Friday, February 25, 2005

And Now, A Moment of Entirely Appropriate Self-Loathing or: I Am Not A Man

I have brought shame upon myself. I have watched Stars Without Makeup! (Exclamation point theirs, much as I'm a fan.)
There's little I could say to embellish upon the shamefulness of this activity that isn't said in the title alone. It is easy enough to read between the lines of the title alone and see Stars Are People Too Who Could Live Without Us Watching Them Every Single Moment Of Every Damn Day And Do You Think You Look Any Better Without Makeup, Betsy Crane?
No, I for sure do not, and although I now use my married name in my personal life, I use my maiden name here so as not to bring shame upon my blameless husband. I do not think I look good in very many photos at all, and if I had one, I'd post one of me here without makeup, to atone for my shame. There are none in existence that I know of past the age of eightteen, because I am never without makeup outside of my home. Well, that's not totally true, but anyplace other than Jewel, anyway. This is not because I have any concerns that my photograph will be taken. It's nothing more than vanity.
All this said, my only observation was that they really didn't look so bad! For the most part, they looked like normal attractive people, if you don't include the category of photos where they've captured someone making a weird face causing a triple chin that really truly isn't even there. At the beginning of the show, the beginning, they showed a clip of Cher yelling at the photographer something like, "You have no soul!" "You are not a man!" giving me ample opportunity to consider my own soul and turn back while there was still time.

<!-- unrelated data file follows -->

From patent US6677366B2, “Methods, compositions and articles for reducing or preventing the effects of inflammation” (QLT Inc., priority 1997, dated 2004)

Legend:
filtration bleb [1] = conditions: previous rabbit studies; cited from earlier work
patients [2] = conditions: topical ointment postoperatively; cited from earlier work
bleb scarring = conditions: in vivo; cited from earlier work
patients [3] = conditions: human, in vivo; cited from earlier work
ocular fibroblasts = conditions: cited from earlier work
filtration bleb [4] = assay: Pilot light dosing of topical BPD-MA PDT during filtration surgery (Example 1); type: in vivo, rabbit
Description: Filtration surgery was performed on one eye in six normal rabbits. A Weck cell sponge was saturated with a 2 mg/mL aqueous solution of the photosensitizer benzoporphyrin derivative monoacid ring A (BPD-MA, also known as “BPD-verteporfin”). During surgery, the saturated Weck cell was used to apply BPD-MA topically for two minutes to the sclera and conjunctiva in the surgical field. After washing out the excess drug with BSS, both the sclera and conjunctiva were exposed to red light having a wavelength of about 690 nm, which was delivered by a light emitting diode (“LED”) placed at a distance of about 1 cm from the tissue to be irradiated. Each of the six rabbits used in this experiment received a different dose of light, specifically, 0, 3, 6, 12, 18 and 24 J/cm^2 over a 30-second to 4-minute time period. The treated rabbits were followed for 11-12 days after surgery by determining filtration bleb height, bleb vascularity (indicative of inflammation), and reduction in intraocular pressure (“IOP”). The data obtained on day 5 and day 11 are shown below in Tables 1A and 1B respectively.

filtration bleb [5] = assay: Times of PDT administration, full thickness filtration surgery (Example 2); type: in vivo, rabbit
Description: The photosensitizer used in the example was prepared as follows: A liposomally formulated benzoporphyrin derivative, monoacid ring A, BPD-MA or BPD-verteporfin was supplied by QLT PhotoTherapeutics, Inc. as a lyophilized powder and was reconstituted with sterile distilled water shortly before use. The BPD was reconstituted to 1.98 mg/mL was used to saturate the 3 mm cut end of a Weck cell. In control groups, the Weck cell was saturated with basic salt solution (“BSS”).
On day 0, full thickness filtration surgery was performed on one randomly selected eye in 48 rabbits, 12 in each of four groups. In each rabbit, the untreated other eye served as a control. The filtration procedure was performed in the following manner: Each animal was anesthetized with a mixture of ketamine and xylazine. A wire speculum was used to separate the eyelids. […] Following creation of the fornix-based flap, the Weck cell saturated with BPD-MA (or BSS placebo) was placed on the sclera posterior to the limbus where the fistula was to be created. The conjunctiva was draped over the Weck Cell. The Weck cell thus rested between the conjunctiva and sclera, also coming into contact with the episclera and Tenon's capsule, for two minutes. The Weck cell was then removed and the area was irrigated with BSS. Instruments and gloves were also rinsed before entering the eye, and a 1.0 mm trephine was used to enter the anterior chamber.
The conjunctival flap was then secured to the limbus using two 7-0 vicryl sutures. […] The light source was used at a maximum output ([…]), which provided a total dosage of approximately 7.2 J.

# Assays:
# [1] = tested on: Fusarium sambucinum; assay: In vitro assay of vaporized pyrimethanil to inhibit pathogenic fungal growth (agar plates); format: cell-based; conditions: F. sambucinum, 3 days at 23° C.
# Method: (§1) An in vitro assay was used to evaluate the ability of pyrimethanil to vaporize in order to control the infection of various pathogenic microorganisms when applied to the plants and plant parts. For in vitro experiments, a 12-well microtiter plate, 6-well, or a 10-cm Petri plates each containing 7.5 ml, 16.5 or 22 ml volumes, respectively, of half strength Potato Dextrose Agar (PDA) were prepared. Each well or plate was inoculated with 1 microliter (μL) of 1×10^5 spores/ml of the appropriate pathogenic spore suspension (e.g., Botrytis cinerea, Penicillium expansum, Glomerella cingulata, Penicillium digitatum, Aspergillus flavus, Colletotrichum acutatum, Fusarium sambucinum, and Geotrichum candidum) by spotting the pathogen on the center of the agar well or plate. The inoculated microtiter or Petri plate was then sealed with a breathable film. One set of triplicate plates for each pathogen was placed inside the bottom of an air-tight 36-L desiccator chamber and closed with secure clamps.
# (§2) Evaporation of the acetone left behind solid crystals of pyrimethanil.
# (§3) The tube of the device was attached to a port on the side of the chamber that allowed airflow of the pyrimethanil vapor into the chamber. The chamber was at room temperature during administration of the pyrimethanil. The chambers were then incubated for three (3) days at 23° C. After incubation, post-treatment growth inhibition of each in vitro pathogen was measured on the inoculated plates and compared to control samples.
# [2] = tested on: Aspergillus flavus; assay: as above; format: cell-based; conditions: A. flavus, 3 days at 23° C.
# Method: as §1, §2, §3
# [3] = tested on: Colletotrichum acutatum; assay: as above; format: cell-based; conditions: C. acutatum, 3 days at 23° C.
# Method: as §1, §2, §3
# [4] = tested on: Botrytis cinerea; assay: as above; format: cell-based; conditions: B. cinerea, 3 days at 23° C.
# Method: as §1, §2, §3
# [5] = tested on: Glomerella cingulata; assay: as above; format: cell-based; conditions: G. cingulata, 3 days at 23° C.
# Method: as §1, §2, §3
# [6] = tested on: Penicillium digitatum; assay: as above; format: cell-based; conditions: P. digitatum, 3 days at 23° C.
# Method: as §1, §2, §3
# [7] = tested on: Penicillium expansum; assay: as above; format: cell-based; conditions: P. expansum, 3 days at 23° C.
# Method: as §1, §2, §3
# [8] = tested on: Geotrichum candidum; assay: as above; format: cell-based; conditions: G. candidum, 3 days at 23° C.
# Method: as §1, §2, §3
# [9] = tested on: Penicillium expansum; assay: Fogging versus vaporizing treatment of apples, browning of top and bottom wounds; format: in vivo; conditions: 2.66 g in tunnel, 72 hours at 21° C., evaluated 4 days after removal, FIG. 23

I am so sorry, stars without makeup.

No, Really

I guess I'm just asking what marriage is because my brief experience of it has just been so great that I'm not really even sure I know what it means yet. I get the commitment part. I guess I just meant it in more of either a - conceptual, or a personal way, what it means to whoever. Because what I'm getting is, probably duh on this, but that it's completely defined by whatever two people you're talking about. But I also hear about how much you have to work at it, and I don't feel like we've worked very hard at it at all but that it's still working. So I guess what I'm asking is, is this like, not so much a honeymoon period, but a little, well, okay, you know, my whole thing is that whenever I'm happy, I naturally assume I'm in denial. But I don't want to be in denial right now, I want to really be happy, and I think I might be really happy, unless of course I'm in denial.

Tuesday, February 22, 2005

Friday, February 18, 2005

Top 10 Things That Are Awesome About My Dad

1. He edits a journal about the Jew’s harp.
2. He married two women named Lois. Of course, Lois Number 2 is awesome in her own right and as far as we all know, was not selected on the basis of her name but rather on these awesome qualities, but it is to everyone’s advantage that she happens to have the Lois name, as we in the family who have unique names know well his tendency to call us by the wrong one.
3. He has a list of top 10 ways he’s likely to die, but which list needs revision since three of them have recently been ruled out (I’m paraphrasing):
a) At the hands of jealous husband Brad Pitt.
b) Fetching flowers for his 117-year-old mother. (Passed away last year at age 104.)
c) Lollygagging while driving. (Which I assert would have been the most likely, as he never seemed to be able to master opening a juice box and actually looking at the road at the same time, but he’s not doing too much driving these days.)
4. He and my stepmother took care of both my grandparents for more than ten years, which is admirable.
5. He knows a lot of stuff about a lot of things, for real.
6. He watches the Gilmore Girls.
7. He’s an active and ardent democrat who was once a republican.
8. He says, “You should do what you want.”
9. And then when you do what you want, he says, “I’m so proud of you.”
10. He’s SOOOOO CYUUUUTE! (Family joke – my father suggests that Lois, my sister and I are short on adjectives other than the high-pitched use of “cute”.)